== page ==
The Sixteenth of September

© Succession René Magritte - SABAM Belgium, 2024

Artist / maker

René Magritte (painter)

Date

(1956)

Period

20th century
This is not a tree by moonlight This later work by Rene Magritte gives a good idea of how the painter went about assembling his surreal images. Behind a lone tree at twilight we see a dark wood and bushes beneath a deep-blue sky. Magritte then painted a luminous white crescent moon onto the foliage of the tree. The image…
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This is not a tree by moonlight This later work by Rene Magritte gives a good idea of how the painter went about assembling his surreal images. Behind a lone tree at twilight we see a dark wood and bushes beneath a deep-blue sky. Magritte then painted a luminous white crescent moon onto the foliage of the tree. The image looks real but is obviously an illusion. Playing with the tradition of realistic painting to create pictures that are empirically impossible sums up Surrealism à la Magritte. Other Surrealists or Magic Realists – Magritte’s great inspiration Giorgio de Chirico, for instance, or his fellow Belgian Paul Delvaux – imbued reality with an aura of mystery. Not so Magritte, who thought that reality itself was astonishingly absurd. At first sight, the lone twilit tree and crescent moon in its illogical position, evoke romantic stereotypes. But Magritte, who made a point of resisting our tendency to interpret images, will have had no such connection in mind. The title plays a key role in this respect. The Sixteenth of September has nothing to do with the ostensible reality of the canvas. According to Magritte himself, ‘the lovely title’ was suggested by his friend Louis Scutenaire, a Belgian Surrealist poet. Magritte and his wife Georgette frequently had their friends around to visit on Sundays, during which they thought up alternative, poetic titles for the artist’s paintings. According to Magritte, they needed to ‘surprise and enchant’. Physical and technical research shows that there was little improvisation in Magritte’s painting. Each motif was of equal value to him. The crescent moon and the tree in this painting are equal in painterly terms to the stones in the foreground, the bushes and the sky. Magritte felt that this kind of ‘slick’, impersonal execution was the ideal means of ensuring the power of his images. The efficient visual simplicity of his best work also recalls his training as a graphic designer in the advertising industry, in which he worked in the 1920s. Magritte signed an exclusive contract in the 1950s with the art dealer Alexander Iolas, who promoted his work in the United States and elsewhere. He began to paint a growing number of variations on the same themes, as a result of which at least five versions of The Sixteenth of September exist.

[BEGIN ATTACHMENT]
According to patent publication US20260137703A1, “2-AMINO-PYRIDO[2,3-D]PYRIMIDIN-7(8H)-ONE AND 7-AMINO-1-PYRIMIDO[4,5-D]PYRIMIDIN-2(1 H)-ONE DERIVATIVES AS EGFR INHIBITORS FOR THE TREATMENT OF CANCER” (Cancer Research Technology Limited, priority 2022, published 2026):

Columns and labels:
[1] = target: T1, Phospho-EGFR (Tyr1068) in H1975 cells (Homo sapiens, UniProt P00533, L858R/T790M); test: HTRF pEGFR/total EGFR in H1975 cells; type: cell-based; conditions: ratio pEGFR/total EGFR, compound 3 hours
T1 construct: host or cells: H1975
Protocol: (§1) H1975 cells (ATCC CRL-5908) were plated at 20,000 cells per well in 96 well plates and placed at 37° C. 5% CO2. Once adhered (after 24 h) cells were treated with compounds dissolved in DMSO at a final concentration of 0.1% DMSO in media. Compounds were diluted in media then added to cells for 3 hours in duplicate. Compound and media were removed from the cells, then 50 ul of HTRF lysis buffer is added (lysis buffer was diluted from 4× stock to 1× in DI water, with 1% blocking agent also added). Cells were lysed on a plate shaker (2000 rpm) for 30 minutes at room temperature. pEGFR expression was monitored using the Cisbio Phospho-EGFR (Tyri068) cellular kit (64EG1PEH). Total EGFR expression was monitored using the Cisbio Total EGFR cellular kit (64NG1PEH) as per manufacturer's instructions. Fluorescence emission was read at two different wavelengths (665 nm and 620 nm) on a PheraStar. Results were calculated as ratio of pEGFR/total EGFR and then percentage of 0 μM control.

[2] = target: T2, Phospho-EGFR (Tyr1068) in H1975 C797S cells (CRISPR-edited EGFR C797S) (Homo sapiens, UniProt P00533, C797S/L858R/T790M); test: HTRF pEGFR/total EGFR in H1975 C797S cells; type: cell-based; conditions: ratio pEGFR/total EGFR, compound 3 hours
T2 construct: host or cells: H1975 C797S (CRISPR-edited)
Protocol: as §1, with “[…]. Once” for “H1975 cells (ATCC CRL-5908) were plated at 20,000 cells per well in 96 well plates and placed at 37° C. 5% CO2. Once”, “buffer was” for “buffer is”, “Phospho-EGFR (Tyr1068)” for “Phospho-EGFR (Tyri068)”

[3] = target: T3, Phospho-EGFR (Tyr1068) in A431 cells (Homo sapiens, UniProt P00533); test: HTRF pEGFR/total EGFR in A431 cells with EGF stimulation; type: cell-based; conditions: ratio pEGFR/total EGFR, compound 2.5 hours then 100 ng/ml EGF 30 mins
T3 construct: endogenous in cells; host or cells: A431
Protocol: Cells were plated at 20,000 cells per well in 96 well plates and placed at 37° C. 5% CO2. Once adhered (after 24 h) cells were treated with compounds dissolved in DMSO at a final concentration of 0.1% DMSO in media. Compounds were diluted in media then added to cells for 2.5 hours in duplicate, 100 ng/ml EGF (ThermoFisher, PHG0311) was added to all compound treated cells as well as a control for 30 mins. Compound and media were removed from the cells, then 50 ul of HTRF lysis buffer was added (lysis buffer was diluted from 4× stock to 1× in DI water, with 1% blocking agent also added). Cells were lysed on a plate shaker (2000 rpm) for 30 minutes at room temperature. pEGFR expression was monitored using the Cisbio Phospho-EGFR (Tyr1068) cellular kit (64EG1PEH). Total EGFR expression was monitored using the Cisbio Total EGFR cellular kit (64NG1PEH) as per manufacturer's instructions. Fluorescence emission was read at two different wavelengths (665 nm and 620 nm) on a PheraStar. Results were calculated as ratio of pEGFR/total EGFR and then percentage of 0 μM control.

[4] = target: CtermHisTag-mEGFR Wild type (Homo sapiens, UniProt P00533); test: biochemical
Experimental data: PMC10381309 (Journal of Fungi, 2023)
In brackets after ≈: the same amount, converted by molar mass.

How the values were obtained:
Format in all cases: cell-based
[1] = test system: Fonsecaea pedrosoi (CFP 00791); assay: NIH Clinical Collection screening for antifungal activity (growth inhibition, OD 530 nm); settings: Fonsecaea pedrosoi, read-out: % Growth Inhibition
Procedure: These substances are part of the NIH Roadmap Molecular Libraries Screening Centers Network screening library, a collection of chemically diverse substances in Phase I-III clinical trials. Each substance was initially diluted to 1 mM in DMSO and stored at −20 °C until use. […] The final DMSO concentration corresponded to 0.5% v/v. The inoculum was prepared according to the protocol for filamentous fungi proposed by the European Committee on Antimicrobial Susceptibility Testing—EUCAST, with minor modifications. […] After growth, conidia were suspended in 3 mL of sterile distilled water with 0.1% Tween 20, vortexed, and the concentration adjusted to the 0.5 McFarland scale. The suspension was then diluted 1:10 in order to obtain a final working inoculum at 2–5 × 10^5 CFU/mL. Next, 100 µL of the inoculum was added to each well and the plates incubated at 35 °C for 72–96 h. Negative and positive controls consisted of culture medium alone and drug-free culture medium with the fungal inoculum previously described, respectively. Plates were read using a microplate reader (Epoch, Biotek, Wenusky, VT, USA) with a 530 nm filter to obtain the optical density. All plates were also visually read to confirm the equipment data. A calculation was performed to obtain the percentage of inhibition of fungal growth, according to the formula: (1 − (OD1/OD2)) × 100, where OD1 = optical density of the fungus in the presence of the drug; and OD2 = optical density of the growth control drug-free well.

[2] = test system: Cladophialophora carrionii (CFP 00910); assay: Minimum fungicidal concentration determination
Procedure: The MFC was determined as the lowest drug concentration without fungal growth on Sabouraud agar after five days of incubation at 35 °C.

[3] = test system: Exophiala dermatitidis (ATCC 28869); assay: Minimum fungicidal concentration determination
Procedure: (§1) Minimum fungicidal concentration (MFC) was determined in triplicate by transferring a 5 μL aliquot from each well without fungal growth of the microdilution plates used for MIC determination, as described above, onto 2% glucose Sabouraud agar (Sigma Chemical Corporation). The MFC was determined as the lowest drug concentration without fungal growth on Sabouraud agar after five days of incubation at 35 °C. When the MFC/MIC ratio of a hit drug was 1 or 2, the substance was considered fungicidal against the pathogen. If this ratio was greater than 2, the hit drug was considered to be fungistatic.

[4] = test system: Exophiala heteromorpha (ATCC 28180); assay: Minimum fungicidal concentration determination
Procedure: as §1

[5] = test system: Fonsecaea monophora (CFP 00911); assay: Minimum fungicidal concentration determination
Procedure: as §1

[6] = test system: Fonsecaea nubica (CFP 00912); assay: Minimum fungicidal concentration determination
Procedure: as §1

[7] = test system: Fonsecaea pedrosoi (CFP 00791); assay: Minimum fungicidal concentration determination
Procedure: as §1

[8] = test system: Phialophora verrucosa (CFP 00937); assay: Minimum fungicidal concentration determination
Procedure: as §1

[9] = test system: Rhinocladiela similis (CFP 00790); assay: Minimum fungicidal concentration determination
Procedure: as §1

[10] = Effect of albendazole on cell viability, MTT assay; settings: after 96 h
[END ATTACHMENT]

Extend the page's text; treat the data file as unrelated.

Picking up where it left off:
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More about this work

Features
Artist / maker René Magritte VIAF RKD Wikidata
Type schilderij
Category painting
Materials
oil on canvas
doek[drager] , geschilderd
Dimensions 115 × 88 cm
Location Currently on display
Object number 2843
Description
Subject fantastic art
Tag night Iconclass
Vlaamse Kunstcollectie - EN

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